Catholic Bishops’ Conference of the Philippines (CBCP) President and Cebu Archbishop Jose Palma took privilege and honor in officiating a mass for Robredo.  Palma noted that he was touched upon learning of Robredo’s habit of going to confession regularly.  He also mentioned that the fact that his wake was held at the Naga City Cathedral shows his closeness to the church.

E – Egalitarian

It is said that Jesse Robredo prioritized the needs of the poor.  He improved public services in Naga City, and established day care centers in barangays.  He raised productivity through a merit system that rewards performance in order to avoid favoritism and nepotism.  His empowerment ordinance was embraced by the people.  And when it was time for him to step down, he refused to establish a political dynasty, giving other people a chance at leadership.  If there is anything that will establish the legend of Jesse Robredo, it would be his ability to treat everyone equally.

D – Dutiful

During his commencement address to the graduates of Ateneo de Manila University Class of 2003, while he was still the mayor of Naga City, Robredo emphasized that desire and commitment to duty far outweigh knowledge and skill. He uttered that success is measured in terms of how pleased you are with the results of your labors- not as to how other people define it.  For Jesse, neither successes nor conquests give satisfaction. It is paying back to the community that nurtured you that matters.

O – Obedient

According to Valenzuela Mayor Sherwin Gatchalian, who volunteered to help Jesse with the Commission on Appointments, Jesse was so humble to follow his recommendations for confirmation.  On his last day here on earth, it is said that he was in Cebu because he was ordered to be there by the President himself.  He obeyed, even if it meant that he might not be able to make it to an awarding ceremony for his daughter in Naga City.  In his attempt to make it on time for his daughter, he chartered an ill-fated plane, leading to his demise.

Goodbye, Secretary Robredo.  You will surely be missed.



“Stop worrying about the start, the best part of the race is the end.”
– Usain Bolt

English: Usain Bolt at the World Championship ...

English: Usain Bolt at the World Championship Athletics 2009 in Berlin (Photo credit: Wikipedia)















In triathlon, athletes start with a swim and end with a run.  Here in the Philippines, with non-stop rains and flooding once again dominating our landscape in the metropolis, we also begin by swimming through our troubles for a fresh start.









It is going to be a struggle for those affected by nature’s wrath.  In the coming days, we expect a rash of illnesses, and the sad part is, even our hospitals were not spared of damage.







In the midst of misery, we wonder about our existence and the meaning of life.  Are we really destined to suffer?










And then, when the storm ends, we start to pick up the pieces.  We leave the swimming behind, and move through the bike stage.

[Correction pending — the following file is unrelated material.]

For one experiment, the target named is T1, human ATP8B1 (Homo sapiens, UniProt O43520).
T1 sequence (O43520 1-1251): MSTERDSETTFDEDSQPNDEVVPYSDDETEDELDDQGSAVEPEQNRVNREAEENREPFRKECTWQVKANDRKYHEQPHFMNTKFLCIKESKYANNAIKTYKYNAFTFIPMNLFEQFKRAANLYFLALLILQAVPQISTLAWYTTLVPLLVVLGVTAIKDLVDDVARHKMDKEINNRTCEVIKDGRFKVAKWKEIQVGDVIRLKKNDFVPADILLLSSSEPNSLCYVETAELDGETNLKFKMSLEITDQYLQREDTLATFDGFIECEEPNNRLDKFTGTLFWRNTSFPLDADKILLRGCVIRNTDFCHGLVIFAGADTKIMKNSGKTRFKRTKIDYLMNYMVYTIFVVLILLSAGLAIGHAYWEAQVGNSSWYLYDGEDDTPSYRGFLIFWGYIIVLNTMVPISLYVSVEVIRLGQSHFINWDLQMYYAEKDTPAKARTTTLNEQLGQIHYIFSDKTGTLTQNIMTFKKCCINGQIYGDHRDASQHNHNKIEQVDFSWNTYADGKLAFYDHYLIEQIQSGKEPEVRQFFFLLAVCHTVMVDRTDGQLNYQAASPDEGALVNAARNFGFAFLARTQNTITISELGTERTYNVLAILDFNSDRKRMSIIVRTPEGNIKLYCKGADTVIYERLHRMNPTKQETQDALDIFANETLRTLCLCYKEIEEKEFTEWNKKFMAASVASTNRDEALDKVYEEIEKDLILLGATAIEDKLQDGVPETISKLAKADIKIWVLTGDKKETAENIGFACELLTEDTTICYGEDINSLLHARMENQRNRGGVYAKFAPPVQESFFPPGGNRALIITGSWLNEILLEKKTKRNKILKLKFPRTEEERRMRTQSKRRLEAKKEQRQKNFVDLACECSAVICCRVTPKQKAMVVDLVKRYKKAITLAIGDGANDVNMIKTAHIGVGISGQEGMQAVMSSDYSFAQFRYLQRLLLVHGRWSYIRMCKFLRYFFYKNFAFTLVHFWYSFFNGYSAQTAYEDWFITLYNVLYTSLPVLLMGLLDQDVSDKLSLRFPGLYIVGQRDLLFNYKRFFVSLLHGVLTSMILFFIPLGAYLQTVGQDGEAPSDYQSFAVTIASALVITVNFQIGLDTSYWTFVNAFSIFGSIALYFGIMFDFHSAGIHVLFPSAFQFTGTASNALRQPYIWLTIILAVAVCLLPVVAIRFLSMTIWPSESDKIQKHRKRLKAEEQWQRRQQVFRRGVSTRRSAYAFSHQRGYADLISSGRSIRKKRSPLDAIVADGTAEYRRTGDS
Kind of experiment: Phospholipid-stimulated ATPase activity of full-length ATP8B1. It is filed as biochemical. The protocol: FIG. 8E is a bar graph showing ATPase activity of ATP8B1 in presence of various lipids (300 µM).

After that, we run!









And in the end, we emerge triumphant!








After all, it doesn’t matter how bad you started.











It’s how you end.








It’s who you are.  









It’s not the price, it’s not the game
It’s not the score, it’s not the fame
Whatever road looks way too far
It’s not what you have
It’s who you are

It’s not how fast, it’s not how far
It’s not of cheers, it’s who you are
In the darkest night, you make your sun
choose your race and then you run

It’s never the glory, it’s never the score
It’s never about seeing who’s less and who’s more
cause when you found out how fast and how far
You’ll know it’s not much you have
It’s who you are

You lose the moon, then be a star
It’s not too soon, be who you are
whatever road looks way too far
It’s not what you have
It’s who you are

When you have found how fast you can run
When you have found your place in the sun
It won’t be just you that you’ll find
Has made the run and the climb
It’s everyone

learning to bend and not to break
living to give more than you take
Dying to live, living to try
Feet on the ground, dreams in the sky

It’s never how much you have
It’s who you are


English: Dolphy, Filipino actor

English: Dolphy, Filipino actor (Photo credit: Wikipedia)

“Most nephrologists would agree that patients who are likely to have an unacceptable quality of life should not be subjected to the discomfort of dialysis. Sparing such patients the inconvenience and discomfort of hospital attendances, surgical access procedures, and dialysis treatments is a major benefit.”

– Indranil Dasgupta and Hugh C. Rayner

  Consultant Nephrologist, Renal Unit, Birmingham Heartlands Hospital, United Kingdom

A living legend needs our prayers.  Comedy King Dolphy, whose comedic talent has brought laughter and cheer to multiple generations of radio, TV, and movie followers, was recently admitted to the Intensive Care Unit and is said to be suffering from Toxic Metabolic Encephalopathy.  The illness requires regular dialysis treatment, because his kidneys can no longer do the job of removing toxic wastes from the body.  This has affected his brain function, thus the medical term “encephalopathy”, which generally refers to an illness that affects brain.  As a hospice and palliative care practitioner, I decided to look into the benefits and risks of dialysis treatment on our 83-year-old comedy king.